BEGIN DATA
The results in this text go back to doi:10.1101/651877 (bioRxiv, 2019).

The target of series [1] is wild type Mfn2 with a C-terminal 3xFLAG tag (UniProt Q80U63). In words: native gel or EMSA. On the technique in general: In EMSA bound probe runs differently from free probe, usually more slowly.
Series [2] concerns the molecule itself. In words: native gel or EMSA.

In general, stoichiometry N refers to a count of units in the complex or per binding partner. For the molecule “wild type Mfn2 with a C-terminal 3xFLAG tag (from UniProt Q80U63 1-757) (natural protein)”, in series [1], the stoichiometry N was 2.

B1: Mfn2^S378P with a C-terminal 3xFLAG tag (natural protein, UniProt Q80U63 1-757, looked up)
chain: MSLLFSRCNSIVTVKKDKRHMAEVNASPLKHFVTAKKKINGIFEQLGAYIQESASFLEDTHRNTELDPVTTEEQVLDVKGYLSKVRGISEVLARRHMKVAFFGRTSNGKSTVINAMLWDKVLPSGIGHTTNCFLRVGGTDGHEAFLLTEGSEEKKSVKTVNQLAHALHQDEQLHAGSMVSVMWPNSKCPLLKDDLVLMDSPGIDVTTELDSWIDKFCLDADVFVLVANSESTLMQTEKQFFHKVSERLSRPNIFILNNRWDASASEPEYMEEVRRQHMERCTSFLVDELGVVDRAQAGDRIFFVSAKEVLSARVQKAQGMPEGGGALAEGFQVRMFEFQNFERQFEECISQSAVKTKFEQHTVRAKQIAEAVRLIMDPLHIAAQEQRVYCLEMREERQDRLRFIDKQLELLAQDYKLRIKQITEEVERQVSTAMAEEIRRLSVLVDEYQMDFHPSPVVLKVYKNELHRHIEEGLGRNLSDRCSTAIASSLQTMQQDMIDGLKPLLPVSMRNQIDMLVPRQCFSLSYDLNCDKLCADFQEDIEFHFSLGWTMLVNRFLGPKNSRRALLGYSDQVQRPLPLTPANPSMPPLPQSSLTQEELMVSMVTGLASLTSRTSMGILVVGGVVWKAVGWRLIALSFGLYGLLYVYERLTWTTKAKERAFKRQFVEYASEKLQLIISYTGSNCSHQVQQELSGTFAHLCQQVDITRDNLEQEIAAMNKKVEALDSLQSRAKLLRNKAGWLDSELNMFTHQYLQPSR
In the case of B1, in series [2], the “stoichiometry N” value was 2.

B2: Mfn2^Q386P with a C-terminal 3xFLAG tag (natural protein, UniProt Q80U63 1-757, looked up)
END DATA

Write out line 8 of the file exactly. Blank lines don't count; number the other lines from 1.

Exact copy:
B2: Mfn2^Q386P with a C-terminal 3xFLAG tag (natural protein, UniProt Q80U63 1-757, looked up)